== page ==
The Horizen community is important to us, which means your safety is important to us! We are glad you chose to join the many ZEN HODLers around the world. These guidelines will help you to keep your ZEN safe from scammers.
The best way to ensure you are safely accessing our software, helpdesk, and communities are to get them from our official website. Our website contains all of the links and information you need.
Follow the best practices below to keep your ZEN safe from scammers:
- Only download software from Horizen’s official website (https://horizen.io) or official GitHub (https://github.com/HorizenOfficial). Horizen will never provide download links via direct messages.
- Our blog, social media, and other accounts only direct you to our website or GitHub accounts
- When visiting Horizen GitHub, always check the URL and the status of the account. It should show “Verified”
- Horizen never asks for crypto or any other type of funds. Do not send funds to anyone claiming to be from Horizen.
- Horizen never asks for private keys. Do not share your private keys with anyone.
- Always practice safe crypto. If your private keys are not safe and secure, neither are your crypto assets.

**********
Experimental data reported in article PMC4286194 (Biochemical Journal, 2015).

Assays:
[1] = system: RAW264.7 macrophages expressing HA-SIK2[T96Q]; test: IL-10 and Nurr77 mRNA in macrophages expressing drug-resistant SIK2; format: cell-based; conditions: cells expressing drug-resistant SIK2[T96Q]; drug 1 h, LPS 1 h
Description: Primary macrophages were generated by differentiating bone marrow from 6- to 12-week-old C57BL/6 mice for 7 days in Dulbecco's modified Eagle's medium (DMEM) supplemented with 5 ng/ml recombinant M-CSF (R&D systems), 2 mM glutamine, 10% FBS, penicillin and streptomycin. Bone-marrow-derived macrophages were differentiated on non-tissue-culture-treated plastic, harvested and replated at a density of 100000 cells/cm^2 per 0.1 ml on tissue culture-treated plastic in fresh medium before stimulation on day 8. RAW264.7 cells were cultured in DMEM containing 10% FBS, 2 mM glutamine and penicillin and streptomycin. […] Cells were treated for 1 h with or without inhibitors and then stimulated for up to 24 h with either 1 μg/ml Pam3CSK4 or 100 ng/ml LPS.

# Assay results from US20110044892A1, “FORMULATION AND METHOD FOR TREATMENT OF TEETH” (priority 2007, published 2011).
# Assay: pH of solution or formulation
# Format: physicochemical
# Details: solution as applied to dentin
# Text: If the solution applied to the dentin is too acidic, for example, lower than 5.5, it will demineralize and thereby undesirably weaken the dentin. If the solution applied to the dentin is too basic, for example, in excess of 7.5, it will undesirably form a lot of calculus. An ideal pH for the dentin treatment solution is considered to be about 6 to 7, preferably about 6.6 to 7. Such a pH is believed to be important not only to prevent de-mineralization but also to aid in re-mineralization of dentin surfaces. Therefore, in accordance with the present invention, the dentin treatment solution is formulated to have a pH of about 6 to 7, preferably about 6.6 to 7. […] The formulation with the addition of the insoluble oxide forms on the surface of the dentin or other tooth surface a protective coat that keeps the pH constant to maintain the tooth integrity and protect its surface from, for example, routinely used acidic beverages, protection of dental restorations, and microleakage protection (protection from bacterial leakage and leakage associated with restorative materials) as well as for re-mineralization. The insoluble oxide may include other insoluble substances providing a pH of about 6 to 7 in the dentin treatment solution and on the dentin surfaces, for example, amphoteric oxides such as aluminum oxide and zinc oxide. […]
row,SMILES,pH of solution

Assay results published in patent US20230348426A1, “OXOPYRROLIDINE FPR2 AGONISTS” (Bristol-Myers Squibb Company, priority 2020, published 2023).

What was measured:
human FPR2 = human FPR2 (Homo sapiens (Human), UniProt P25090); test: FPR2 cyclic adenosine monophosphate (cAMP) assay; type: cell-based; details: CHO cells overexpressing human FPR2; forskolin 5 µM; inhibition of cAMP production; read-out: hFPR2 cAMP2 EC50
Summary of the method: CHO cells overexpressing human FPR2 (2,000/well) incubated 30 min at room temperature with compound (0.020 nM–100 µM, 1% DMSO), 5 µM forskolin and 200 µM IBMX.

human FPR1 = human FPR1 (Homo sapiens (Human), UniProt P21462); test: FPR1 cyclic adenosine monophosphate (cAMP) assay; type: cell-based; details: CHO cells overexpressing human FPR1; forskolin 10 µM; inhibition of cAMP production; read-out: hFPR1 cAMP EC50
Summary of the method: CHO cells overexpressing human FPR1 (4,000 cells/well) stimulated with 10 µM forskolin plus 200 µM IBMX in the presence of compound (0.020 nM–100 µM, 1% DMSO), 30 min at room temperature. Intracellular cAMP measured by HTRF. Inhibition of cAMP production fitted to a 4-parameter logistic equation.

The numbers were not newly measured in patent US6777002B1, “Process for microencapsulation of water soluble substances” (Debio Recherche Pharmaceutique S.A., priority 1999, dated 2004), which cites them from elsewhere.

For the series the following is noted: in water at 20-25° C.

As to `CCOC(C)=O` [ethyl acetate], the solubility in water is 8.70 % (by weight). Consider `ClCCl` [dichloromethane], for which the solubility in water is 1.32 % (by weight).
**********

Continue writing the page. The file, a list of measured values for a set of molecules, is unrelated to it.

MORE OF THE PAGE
- Horizen never asks you to install any type of software for us to help you by remote access.
- Assistance via remote access may be given by our team in extreme and rare cases, and it’s only granted via Horizen helpdesk and with the presence of 2 senior team members. Our 24/7 helpdesk and Wiki were designed with the primary focus to reduce the need for remote support.
- Obtain help through our official help desk portal (https://support.horizen.io/).
- Horizen Helpdesk is the most secure way to receive assistance.
- Names can look legitimate, but the age of accounts or the users/followers can not be imitated easily. Check profiles and pay close attention to the username if you are being contacted on social media.
Horizen official social media accounts
- Twitter – @horizenglobal
- Facebook – @horizenglobal
- Instagram – @horizenglobal
- Reddit – r/horizen
- YouTube – @Horizen
Commonly Used Scams
Please keep reading if you are interested in learning more about some methods scammers commonly use.
Scammers usually create a false social media account and impersonate an official account of Horizen. This is called Phishing.
Tagging you, that you are a winner of X amount of ZEN or USD.
After you get in touch with them, they ask you for your seed or private key “to send you the prize”
Sending you a private message asking you to send over funds in exchange for something bigger
Another common scam is to inject malware on the installer files of our products (i.e. keylogger), create a fake GitHub repo to distribute malicious software. They then impersonate a team member or Horizen social media account and begin contacting community members via DM claiming that there’s a new software update.
It’s very important to follow the rules in the guidelines and check the authenticity of the website you are visiting and never send funds or private keys to anyone claiming to be from the Horizen team.
As always, contact a team member on Discord or email firstname.lastname@example.org if you see something suspicious.